Mouth Burns and Manifestos

​Balagan's August: Osage County is a true masterpiece

By Tracy M


August: Osage County, a Pulitzer Prize-winning play by Tracy Letts, embodies issues of identity, family unity, and disengagement, as well as a cultural perspective on hierarchies of power and gender roles within a family's core values. Angelo Domitri's lighting design enhances Ahren Buhmann's perfectly executed stage environment. Your eye wanders around the stage, discovering some of the characteristics that identify the Weston family.

The play is set in 2007 in the town of Pawhuska, Oklahoma. The action takes place throughout the month of August in Beverly and Violet Weston’s house. Beverly, a once renowned and talented poet (played by Charles Leggett), introduces the story and the characters in the play. His sarcasm is palpable from the start. His very first line, T.S. Elliot’s “Life is too long,” tells us a lot about how humor is used to face the problems, issues, and tension throughout the play.

Beverly confesses that his wife has “mouth cancer,” a symbolic metaphor for an illness that is reflected throughout the play by every member of his family. August: Osage County is a play about discoveries, about relationships, about secrets, and about leaving things behind and facing things anew. It is a fast-paced yet extremely engaging play that uses humor to soothe its difficult themes. One of the main characters, Violet Weston, (played by Shelly Shulkin) is a drug and pill addict who suffers from a type of mouth cancer that makes her mouth burn. Upon the disappearance of one of of the main characters in the play, the Weston family comes to visit Violet in an attempt to bond and show support. Such family interactions result in a complete disaster. It is this type of chaos that gives August: Osage County an interesting tone, one with which all members of the audience can identify.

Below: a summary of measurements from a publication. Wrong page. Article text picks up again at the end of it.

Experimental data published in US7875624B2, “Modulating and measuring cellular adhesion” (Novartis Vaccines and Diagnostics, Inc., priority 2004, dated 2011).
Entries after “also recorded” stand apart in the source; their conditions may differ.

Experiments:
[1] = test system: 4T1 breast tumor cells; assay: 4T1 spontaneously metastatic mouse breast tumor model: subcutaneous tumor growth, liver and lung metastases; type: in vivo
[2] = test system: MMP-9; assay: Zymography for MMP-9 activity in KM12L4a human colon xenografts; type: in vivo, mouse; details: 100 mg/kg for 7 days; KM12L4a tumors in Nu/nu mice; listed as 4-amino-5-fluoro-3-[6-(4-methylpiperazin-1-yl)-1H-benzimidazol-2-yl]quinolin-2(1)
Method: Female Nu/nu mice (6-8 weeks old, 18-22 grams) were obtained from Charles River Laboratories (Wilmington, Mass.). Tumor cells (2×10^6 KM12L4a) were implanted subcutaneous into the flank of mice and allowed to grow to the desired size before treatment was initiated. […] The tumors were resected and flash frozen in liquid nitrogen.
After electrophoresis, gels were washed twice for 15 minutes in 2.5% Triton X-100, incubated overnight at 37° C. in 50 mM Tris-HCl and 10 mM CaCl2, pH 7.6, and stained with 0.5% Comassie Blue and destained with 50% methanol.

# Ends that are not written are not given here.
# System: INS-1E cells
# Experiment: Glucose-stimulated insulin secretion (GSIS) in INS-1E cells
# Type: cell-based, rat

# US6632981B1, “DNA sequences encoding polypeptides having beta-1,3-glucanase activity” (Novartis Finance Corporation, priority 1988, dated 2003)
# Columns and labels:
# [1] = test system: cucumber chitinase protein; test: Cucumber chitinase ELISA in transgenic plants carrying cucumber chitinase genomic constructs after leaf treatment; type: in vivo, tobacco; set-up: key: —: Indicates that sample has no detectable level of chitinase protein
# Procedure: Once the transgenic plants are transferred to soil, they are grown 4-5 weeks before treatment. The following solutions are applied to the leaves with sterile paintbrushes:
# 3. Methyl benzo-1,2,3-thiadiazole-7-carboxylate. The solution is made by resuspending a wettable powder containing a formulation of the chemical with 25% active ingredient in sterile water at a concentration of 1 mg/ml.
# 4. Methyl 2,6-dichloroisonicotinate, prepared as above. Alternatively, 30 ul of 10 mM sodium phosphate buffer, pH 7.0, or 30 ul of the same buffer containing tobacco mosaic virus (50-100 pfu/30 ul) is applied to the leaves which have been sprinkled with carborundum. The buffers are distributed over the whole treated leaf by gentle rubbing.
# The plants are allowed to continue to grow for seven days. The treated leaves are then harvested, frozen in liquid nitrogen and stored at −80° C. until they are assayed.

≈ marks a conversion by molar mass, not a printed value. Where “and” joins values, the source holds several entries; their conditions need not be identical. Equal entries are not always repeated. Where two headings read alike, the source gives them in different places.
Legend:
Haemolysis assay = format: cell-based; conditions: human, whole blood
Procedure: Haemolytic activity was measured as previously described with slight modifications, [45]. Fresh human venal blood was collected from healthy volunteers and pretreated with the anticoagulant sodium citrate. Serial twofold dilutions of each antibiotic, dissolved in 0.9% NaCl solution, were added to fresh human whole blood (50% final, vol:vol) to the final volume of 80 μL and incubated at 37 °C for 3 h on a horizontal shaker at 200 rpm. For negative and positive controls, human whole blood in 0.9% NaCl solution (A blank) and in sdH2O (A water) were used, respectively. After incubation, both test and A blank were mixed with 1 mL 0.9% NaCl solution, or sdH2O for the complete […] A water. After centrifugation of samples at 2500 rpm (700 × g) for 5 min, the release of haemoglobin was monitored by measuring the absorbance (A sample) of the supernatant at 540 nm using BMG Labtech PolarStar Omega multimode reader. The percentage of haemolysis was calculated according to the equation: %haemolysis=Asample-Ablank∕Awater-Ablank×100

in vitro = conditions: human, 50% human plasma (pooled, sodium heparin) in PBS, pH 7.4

Because deep and difficult subjects are discussed in the play, Letts cleverly utilizes humor infused within the personality of each character to enhance and invigorate the sense of mischief, peculiarity, and intensity within the play. Humor and tragedy are deployed in an effective combination that keeps the audience engaged from beginning to end, wondering what will happen next and what will be any one character's next move. One is eager to witness each event that occurs within the family as secrets are revealed and some family bonds are broken while others are mended. Letts has crafted a true masterpiece that is as powerful as it is inspiring. He makes us think and reflect on our own relationships and the value of family. The production is a powerful manifesto that will make your mind, heart, and mouth “burn” with laughter, tears, and appreciation for those who are present in our lives.

August: Osage County
Through April 27
Balagan Theatre

Recommended for ages 14+
Run time: 3 hours 15 minutes with 2 intermissions
More info at

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